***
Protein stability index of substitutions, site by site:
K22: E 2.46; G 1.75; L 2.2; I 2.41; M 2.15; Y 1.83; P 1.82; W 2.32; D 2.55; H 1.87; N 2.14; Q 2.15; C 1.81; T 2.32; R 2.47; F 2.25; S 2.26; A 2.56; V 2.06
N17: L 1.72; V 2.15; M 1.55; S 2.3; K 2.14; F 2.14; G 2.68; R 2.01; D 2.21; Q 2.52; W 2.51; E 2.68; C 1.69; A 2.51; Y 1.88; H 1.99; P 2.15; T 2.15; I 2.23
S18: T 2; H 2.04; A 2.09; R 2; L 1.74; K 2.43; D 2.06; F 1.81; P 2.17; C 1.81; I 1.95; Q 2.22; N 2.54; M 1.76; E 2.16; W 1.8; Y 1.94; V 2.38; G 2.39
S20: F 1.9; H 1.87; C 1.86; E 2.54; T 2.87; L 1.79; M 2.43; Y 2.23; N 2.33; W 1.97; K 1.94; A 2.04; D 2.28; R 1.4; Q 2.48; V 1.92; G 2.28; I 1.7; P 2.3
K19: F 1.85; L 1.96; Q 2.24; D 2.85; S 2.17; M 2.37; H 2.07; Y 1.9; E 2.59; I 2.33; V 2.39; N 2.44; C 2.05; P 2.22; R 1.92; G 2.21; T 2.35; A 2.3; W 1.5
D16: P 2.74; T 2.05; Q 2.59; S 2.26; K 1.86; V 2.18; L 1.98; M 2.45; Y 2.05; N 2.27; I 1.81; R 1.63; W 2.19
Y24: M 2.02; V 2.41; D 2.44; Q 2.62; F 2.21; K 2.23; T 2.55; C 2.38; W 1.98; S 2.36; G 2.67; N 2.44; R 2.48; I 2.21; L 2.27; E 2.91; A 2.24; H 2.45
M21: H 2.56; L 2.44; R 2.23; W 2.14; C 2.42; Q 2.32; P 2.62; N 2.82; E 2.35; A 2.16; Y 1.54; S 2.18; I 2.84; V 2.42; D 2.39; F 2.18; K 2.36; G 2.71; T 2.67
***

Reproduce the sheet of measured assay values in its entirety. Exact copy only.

Protein stability index of substitutions, site by site:
K22: E 2.46; G 1.75; L 2.2; I 2.41; M 2.15; Y 1.83; P 1.82; W 2.32; D 2.55; H 1.87; N 2.14; Q 2.15; C 1.81; T 2.32; R 2.47; F 2.25; S 2.26; A 2.56; V 2.06
N17: L 1.72; V 2.15; M 1.55; S 2.3; K 2.14; F 2.14; G 2.68; R 2.01; D 2.21; Q 2.52; W 2.51; E 2.68; C 1.69; A 2.51; Y 1.88; H 1.99; P 2.15; T 2.15; I 2.23
S18: T 2; H 2.04; A 2.09; R 2; L 1.74; K 2.43; D 2.06; F 1.81; P 2.17; C 1.81; I 1.95; Q 2.22; N 2.54; M 1.76; E 2.16; W 1.8; Y 1.94; V 2.38; G 2.39
S20: F 1.9; H 1.87; C 1.86; E 2.54; T 2.87; L 1.79; M 2.43; Y 2.23; N 2.33; W 1.97; K 1.94; A 2.04; D 2.28; R 1.4; Q 2.48; V 1.92; G 2.28; I 1.7; P 2.3
K19: F 1.85; L 1.96; Q 2.24; D 2.85; S 2.17; M 2.37; H 2.07; Y 1.9; E 2.59; I 2.33; V 2.39; N 2.44; C 2.05; P 2.22; R 1.92; G 2.21; T 2.35; A 2.3; W 1.5
D16: P 2.74; T 2.05; Q 2.59; S 2.26; K 1.86; V 2.18; L 1.98; M 2.45; Y 2.05; N 2.27; I 1.81; R 1.63; W 2.19
Y24: M 2.02; V 2.41; D 2.44; Q 2.62; F 2.21; K 2.23; T 2.55; C 2.38; W 1.98; S 2.36; G 2.67; N 2.44; R 2.48; I 2.21; L 2.27; E 2.91; A 2.24; H 2.45
M21: H 2.56; L 2.44; R 2.23; W 2.14; C 2.42; Q 2.32; P 2.62; N 2.82; E 2.35; A 2.16; Y 1.54; S 2.18; I 2.84; V 2.42; D 2.39; F 2.18; K 2.36; G 2.71; T 2.67